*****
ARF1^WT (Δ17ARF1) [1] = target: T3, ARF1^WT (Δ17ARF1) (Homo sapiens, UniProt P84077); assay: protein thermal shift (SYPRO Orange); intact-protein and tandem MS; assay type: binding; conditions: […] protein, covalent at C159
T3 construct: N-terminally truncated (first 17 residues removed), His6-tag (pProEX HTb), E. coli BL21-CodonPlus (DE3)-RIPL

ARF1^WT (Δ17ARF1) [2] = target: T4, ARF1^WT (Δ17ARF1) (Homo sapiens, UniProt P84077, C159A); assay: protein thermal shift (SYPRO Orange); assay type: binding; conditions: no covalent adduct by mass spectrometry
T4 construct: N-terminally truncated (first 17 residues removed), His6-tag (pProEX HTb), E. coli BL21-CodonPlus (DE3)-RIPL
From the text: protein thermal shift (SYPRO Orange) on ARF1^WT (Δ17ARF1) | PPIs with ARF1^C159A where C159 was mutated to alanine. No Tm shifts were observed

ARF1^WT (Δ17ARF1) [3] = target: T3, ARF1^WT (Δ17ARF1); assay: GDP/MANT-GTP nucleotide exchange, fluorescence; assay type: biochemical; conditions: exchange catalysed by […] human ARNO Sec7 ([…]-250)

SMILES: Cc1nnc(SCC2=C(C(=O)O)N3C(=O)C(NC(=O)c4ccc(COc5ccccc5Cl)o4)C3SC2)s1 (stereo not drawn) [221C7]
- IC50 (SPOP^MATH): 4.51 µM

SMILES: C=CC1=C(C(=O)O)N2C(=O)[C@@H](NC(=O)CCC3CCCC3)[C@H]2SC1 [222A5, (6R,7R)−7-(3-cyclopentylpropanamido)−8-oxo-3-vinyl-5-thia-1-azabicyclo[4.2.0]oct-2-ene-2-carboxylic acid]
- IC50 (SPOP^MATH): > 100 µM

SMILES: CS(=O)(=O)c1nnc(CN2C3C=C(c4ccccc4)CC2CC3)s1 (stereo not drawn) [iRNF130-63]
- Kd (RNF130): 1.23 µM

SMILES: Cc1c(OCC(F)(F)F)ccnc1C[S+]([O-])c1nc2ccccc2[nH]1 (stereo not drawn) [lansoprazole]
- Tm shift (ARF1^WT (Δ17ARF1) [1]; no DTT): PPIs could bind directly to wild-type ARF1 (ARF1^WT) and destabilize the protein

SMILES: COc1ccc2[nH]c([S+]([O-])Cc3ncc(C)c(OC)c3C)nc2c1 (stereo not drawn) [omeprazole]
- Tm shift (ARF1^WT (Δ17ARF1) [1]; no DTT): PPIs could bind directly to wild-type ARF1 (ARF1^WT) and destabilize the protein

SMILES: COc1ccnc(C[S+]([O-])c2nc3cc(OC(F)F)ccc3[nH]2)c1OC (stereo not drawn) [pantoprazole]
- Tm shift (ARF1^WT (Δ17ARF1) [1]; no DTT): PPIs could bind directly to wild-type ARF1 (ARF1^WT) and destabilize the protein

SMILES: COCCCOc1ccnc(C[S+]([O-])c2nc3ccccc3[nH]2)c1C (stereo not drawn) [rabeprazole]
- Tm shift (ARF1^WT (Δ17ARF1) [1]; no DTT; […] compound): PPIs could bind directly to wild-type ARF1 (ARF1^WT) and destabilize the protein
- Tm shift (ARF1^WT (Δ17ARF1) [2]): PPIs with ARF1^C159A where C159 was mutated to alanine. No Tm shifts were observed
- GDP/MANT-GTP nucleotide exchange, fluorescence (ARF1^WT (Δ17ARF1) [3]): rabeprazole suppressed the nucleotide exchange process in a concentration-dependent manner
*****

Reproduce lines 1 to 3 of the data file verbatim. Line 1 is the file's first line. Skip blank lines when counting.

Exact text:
ARF1^WT (Δ17ARF1) [1] = target: T3, ARF1^WT (Δ17ARF1) (Homo sapiens, UniProt P84077); assay: protein thermal shift (SYPRO Orange); intact-protein and tandem MS; assay type: binding; conditions: […] protein, covalent at C159
T3 construct: N-terminally truncated (first 17 residues removed), His6-tag (pProEX HTb), E. coli BL21-CodonPlus (DE3)-RIPL

ARF1^WT (Δ17ARF1) [2] = target: T4, ARF1^WT (Δ17ARF1) (Homo sapiens, UniProt P84077, C159A); assay: protein thermal shift (SYPRO Orange); assay type: binding; conditions: no covalent adduct by mass spectrometry